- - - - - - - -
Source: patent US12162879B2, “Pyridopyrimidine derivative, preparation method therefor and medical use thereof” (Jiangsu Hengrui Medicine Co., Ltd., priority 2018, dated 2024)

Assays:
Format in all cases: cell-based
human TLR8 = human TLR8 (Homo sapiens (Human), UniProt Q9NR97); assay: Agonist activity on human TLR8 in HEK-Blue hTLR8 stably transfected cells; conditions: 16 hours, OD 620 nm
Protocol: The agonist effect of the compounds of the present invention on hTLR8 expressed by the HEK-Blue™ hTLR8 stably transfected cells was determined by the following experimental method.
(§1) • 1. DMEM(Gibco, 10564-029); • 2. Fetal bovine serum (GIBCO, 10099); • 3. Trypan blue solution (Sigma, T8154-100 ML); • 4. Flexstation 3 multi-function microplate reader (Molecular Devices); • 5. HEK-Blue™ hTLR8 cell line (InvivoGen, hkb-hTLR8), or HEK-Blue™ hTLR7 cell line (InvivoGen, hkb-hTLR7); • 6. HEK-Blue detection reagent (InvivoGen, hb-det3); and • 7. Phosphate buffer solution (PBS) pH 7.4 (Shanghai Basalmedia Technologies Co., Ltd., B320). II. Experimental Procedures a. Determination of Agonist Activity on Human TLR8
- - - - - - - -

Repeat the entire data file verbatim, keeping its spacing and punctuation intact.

Source: patent US12162879B2, “Pyridopyrimidine derivative, preparation method therefor and medical use thereof” (Jiangsu Hengrui Medicine Co., Ltd., priority 2018, dated 2024)

Assays:
Format in all cases: cell-based
human TLR8 = human TLR8 (Homo sapiens (Human), UniProt Q9NR97); assay: Agonist activity on human TLR8 in HEK-Blue hTLR8 stably transfected cells; conditions: 16 hours, OD 620 nm
Protocol: The agonist effect of the compounds of the present invention on hTLR8 expressed by the HEK-Blue™ hTLR8 stably transfected cells was determined by the following experimental method.
(§1) • 1. DMEM(Gibco, 10564-029); • 2. Fetal bovine serum (GIBCO, 10099); • 3. Trypan blue solution (Sigma, T8154-100 ML); • 4. Flexstation 3 multi-function microplate reader (Molecular Devices); • 5. HEK-Blue™ hTLR8 cell line (InvivoGen, hkb-hTLR8), or HEK-Blue™ hTLR7 cell line (InvivoGen, hkb-hTLR7); • 6. HEK-Blue detection reagent (InvivoGen, hb-det3); and • 7. Phosphate buffer solution (PBS) pH 7.4 (Shanghai Basalmedia Technologies Co., Ltd., B320). II. Experimental Procedures a. Determination of Agonist Activity on Human TLR8